Matt Madden nails the history of comics in six panels. To see the thing full size, you’ll need to go here, to a long essay by Professor Paul Lopes of Colgate University, on why comics are a great artform—something that some in the academic world must still be persuaded of.
Sadly, although I should be bubbling with delight at this revolution, one lone art appears to have been left behind. The full range of the comic book genre, so dear to my heart, has not been invited to the table. The overwhelming presence of superhero comic book characters in mainstream popular culture has distracted many from discovering how radically different, and varied, comic art has become over the last 30 years. So, although some discerning urban hipsters in the late 1980s did notice the emergence of a new, more serious, form — the “graphic novel” — this incredible transformation failed to capture the imagination of most Americans, whether high-brows or omnivores.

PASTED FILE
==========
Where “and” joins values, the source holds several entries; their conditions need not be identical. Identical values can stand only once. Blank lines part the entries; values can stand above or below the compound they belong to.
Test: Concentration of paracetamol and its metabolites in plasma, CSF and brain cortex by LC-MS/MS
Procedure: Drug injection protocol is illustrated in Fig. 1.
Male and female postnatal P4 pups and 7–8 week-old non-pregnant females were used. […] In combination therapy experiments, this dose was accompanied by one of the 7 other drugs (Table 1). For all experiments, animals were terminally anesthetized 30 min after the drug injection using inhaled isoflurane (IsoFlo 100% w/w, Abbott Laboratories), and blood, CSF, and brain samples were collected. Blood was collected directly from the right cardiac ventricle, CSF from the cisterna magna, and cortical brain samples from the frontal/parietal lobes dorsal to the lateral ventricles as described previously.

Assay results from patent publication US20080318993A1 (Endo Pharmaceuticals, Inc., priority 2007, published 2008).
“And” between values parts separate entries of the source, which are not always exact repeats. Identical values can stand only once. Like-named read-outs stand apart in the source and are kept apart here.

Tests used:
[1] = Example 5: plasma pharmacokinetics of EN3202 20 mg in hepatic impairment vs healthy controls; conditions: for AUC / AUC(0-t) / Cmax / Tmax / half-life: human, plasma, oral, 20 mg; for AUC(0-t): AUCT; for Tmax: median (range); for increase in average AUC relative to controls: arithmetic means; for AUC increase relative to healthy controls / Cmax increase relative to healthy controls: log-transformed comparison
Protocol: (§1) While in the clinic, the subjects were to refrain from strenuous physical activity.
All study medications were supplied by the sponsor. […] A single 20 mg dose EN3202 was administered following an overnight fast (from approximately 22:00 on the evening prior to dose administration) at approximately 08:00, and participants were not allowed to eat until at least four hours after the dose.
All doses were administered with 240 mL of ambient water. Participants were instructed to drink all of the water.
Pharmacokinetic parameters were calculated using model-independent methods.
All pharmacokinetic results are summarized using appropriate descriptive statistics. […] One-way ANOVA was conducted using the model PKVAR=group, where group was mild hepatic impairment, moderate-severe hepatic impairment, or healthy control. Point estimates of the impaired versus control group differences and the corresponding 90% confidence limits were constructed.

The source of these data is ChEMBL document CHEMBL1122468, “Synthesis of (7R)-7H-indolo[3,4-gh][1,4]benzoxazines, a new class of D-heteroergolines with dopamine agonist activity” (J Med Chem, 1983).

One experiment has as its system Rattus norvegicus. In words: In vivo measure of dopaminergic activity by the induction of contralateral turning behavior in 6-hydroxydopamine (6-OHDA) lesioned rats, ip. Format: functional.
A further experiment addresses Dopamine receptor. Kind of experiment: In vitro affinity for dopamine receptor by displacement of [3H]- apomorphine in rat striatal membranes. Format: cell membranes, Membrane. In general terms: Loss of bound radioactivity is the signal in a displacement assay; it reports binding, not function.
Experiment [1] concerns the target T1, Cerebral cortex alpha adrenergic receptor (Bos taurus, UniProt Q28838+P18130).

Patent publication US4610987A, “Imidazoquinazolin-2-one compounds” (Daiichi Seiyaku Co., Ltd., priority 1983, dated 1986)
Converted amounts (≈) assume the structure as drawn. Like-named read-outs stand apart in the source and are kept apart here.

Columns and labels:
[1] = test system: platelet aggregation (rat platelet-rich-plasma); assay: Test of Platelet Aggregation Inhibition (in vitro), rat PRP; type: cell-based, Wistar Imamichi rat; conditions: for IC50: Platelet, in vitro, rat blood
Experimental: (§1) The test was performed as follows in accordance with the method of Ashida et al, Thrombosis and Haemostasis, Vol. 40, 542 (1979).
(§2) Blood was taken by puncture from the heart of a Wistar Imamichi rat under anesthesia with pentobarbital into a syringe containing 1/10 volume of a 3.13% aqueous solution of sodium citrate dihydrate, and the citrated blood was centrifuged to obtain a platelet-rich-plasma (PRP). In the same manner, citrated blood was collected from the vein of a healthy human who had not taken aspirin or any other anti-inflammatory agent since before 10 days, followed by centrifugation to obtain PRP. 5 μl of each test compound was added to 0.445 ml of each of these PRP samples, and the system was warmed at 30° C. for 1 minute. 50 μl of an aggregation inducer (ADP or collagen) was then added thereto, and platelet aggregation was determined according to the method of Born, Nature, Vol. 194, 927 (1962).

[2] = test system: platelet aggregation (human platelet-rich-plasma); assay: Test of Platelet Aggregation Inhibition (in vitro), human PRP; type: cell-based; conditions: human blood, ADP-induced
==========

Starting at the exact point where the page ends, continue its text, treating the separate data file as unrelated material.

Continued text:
Lopes is also the author of Demanding Respect: the Evolution of the American Comic Book, a scholarly look at how comics became so popular that came out a few years ago. The essay above, while longish, serves as a fairly decent intro to the evolution of comics into something you could leave out on your coffee table with impunity.
The essay concludes with the four book shortlist by which all comics are now know: MAUS, WATCHMEN, FUN HOME, and PERSEPOLIS. And that’s the way it is.
Spotted via The Forbidden Planet International Blog Log.
Heidi MacDonald is the founder and editor in chief of The Beat. In the past, she worked for Disney, DC Comics, Fox and Publishers Weekly. She can be heard regularly on the More To Come Podcast. She likes coffee, cats and noble struggle.